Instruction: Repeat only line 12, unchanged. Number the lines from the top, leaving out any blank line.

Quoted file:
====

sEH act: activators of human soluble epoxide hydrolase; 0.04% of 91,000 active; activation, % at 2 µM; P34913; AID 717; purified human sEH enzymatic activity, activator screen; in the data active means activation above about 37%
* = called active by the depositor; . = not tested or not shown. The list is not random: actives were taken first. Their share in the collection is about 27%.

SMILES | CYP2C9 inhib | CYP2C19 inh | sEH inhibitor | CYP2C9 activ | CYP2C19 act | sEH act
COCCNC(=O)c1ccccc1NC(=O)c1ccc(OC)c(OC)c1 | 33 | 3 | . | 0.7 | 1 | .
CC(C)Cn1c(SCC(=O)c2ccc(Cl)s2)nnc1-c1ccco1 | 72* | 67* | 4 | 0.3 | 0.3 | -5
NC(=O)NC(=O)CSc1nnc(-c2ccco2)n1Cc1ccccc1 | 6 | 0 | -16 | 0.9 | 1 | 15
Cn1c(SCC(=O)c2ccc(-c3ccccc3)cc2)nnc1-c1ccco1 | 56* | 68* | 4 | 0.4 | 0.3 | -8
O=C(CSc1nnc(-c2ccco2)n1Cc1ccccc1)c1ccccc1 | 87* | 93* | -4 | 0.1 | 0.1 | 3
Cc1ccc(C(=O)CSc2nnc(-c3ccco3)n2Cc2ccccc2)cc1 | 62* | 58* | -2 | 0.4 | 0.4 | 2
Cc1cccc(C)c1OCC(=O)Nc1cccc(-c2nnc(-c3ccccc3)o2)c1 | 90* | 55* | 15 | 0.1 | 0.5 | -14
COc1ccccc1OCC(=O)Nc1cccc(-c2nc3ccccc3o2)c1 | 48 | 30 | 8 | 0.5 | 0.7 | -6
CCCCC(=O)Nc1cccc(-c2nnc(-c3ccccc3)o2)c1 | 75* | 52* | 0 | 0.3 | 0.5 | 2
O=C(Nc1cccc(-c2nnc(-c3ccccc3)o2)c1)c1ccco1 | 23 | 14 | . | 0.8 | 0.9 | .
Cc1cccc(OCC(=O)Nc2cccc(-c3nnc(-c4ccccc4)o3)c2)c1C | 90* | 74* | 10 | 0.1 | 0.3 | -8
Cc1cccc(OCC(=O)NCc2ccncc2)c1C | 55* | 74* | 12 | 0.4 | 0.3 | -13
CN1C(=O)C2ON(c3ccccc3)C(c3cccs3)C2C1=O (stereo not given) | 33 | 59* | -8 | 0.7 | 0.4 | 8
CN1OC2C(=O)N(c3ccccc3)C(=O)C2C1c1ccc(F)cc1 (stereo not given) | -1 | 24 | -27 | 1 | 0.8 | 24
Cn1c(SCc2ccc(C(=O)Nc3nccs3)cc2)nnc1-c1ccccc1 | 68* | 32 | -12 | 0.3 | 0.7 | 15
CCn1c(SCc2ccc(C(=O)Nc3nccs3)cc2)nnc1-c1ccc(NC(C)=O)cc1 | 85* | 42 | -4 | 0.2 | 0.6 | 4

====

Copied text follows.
CCCCC(=O)Nc1cccc(-c2nnc(-c3ccccc3)o2)c1 | 75* | 52* | 0 | 0.3 | 0.5 | 2